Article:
Another performance parameters for an emitter array, is current density. While efficiency may be dependent on spacing/height ratio, current density may be dependent on the density of individual emitters. A dense array of emitters delivers may higher current density as compared to one with sparsely distributed emitters. As a result, in order to achieve a high efficiency without losing current density, there may be a upper limit to the length of emitter, hence the length of the standing wires. For example, if the length of wires is 20 um, in order to achieve a spacing/height ratio of 2 for maximum efficiency, a spacing of 40 um may be required. However, this may lead to a low current density since density of emitters is low. If the length is 10 um, a smaller spacing of 20 um may be required. The density of wires in the latter case is higher, so the current density is also higher compared to the former case. For example, the average spacing may be less than 30 um in order to achieve a spacing height ratio of less than 3. In addition to the above consideration, the length is preferably less than 10 um since longer wires will have a higher chaining effect leading to large agglomerates.
While there may be an upper limit to the length of wires due to current density consideration, there may also a lower limit in consideration of the shape of the wires. The magnetic alignment method may be dependent on the shape of the magnetic wires. The wires may have to be sufficiently elongated for a successful magnetic alignment. As a result, with respect to the diameter of the wires, the length of wires may have a minimum length so as to achieve a shape effect during the magnetic alignment process.
In one example, a field emitter array was fabricated with a standing array of nickel (Ni) wires that were electrodeposited in anodized aluminium oxide templates. Nickel wires, each of ˜300 nm in diameter and ˜10 um in length, were dispersed in an aqueous solution comprising 0.1 mol/dm3 NiSO4.6H2O and 0.3 g/L of sodium dodecyl sulphate which acted as a surfactant for the effective and stable dispersion of the wires in the solution. Concentration of the surfactant may be kept below a desired level to avoid solid precipitate in the dispersion. However, a very low concentration of the surfactant may not be effective in achieving a stable suspension of the wires in solution. The dispersion was ultrasonically treated for 15 min before use. Magnetic alignment of the suspended Ni wires in the Ni solution was carried out on glass disc substrate (diameter 12 mm, thickness 0.3 mm) sputtered with ˜200 nm Au seed layer. A permanent disc magnet was attached to the back of the glass substrate serving as the source of external magnetic flux. As seen in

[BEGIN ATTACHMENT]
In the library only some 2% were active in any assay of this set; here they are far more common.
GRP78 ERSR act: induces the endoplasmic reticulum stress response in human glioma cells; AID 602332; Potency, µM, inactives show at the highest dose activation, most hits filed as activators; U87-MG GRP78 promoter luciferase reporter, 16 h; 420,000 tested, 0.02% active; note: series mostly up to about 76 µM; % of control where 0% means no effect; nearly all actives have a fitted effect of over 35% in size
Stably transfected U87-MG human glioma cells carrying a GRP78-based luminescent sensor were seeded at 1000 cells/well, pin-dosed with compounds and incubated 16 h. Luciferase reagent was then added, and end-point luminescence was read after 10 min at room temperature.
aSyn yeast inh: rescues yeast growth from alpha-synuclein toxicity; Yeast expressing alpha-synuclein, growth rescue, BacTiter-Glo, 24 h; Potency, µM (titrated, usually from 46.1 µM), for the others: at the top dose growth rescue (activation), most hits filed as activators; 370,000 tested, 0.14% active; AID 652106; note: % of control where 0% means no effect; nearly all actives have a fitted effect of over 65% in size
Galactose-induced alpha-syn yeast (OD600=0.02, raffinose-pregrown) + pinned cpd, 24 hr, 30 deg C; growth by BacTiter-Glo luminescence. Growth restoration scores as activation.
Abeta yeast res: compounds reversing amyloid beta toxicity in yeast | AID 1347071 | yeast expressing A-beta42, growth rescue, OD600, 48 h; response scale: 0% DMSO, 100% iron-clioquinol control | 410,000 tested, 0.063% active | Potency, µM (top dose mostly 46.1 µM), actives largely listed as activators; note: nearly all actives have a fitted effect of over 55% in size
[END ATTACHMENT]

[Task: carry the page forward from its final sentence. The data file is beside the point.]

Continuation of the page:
The glass substrate with an Au seed layer and magnetic backing was connected as an cathode while platinum wire was used as an anode. Ag/KCl was again used as the reference electrode. In-situ direct current electrodeposition of a Ni film on the glass substrate was carried out at 1.95 A for 1 min during the magnetic alignment and attachment of the Ni wires to the substrate surface. Hence the Ni solution was serving both as the suspension medium for the Ni wires as well as the electrolyte for electroplating of the Ni film on the substrate. The purpose of the Ni film, denoted as the anchoring film, was to lock the Ni wires in place even after removal of the magnet backing after process.
When magnetic wires are brought to close vicinity of a magnetic field, two phenomena may occur. The attraction of wires towards the magnet, and the alignment of the wires along the magnetic flux. The dipoles of ferromagnetic wires in solution only align along the easy axis as a result of the shape anisotropy. Alignment parallel to the applied magnetic field results from the torque arising from the magnetic moment produced in suspended wires is given by Equation (1):
T=mLH sin θ (1)
where m is the pole strength, L is the wire length, H is the applied magnetic field and θ is the angle between the wire length and direction of magnetic field, as illustrated in
While magnetic alignment of the wires is triggered by a torque, the attraction of the wires by the magnet involves a translational force as illustrated in
acts on the wires because of the gradient in magnetic field as expected from the magnetic field profile as simulated in
As suggested by the torque equation (2), the direct assembly of magnetic wires by a magnetic field may be dependent on the strength of the magnetic field and the aspect ratio, hence the length of the wires. Given a sufficiently strong magnetic field, a longer wire may be more easily aligned than a short wire. However, long wires lead to a parasitic effect of chaining of ferromagnetic wires which was evident in
Large aggregates are also apparent in
In addition to singularity as discussed above, concentration of the wires may also affect the spatial distribution of the wires. In terms of the spacing/height ratio of the arrays, the very high concentration shown in
Whilst exemplary embodiments of the invention have been described in detail, many variations are possible within the scope of the invention as will be clear to a skilled reader.
|Cited Patent||Filing date||Publication date||Applicant||Title|
|US5584739||Feb 8, 1994||Dec 17, 1996||Futaba Denshi Kogyo K.K||Field emission element and process for manufacturing same|
|US6741019 *||Oct 18, 1999||May 25, 2004||Agere Systems, Inc.||Article comprising aligned nanowires|
|SG140484A1||Title not available|
|SG148066A1||Title not available|
|U.S. Classification||313/495, 313/497|
|Cooperative Classification||H01J31/127, H01J2329/0436, H01J2329/0428, G02F2001/133625, H01J2329/0442, G02F1/1336, H01J29/04, G02F2001/133614|
|European Classification||H01J29/04, H01J31/12F4D|
|Feb 3, 2009||AS||Assignment|
Owner name: SONY CORPORATION, JAPAN
Free format text: ASSIGNMENT OF ASSIGNORS INTEREST;ASSIGNORS:NG, WEI BENG;ISHIDA, TAKEHISA;REEL/FRAME:022194/0219
Effective date: 20081218
|Nov 27, 2015||REMI||Maintenance fee reminder mailed|
|Apr 17, 2016||LAPS||Lapse for failure to pay maintenance fees|
|Jun 7, 2016||FP||Expired due to failure to pay maintenance fee|
Effective date: 20160417